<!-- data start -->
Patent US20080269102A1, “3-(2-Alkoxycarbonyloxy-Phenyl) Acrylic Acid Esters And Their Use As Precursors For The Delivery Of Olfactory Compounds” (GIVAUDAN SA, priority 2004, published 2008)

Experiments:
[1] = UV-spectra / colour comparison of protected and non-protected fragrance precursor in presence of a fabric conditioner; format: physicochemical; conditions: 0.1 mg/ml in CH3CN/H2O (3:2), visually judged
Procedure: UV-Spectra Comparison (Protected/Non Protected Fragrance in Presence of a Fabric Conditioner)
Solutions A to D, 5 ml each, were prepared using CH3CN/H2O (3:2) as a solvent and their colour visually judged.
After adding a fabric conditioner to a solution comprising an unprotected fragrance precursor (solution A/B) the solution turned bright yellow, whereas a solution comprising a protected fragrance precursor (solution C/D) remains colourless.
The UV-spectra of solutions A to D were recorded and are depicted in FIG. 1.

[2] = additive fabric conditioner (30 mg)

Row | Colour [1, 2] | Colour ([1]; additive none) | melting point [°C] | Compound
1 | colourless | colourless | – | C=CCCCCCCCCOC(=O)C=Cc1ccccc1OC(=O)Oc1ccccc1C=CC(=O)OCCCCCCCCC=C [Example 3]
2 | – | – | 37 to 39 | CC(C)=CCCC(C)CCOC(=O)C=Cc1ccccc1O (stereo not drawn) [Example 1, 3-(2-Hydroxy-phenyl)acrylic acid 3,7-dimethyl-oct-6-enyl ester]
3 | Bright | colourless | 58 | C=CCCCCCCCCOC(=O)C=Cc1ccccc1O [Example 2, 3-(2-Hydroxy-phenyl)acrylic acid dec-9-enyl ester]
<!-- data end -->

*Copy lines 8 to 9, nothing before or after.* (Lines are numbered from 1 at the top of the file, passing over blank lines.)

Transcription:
[2] = additive fabric conditioner (30 mg)

Row | Colour [1, 2] | Colour ([1]; additive none) | melting point [°C] | Compound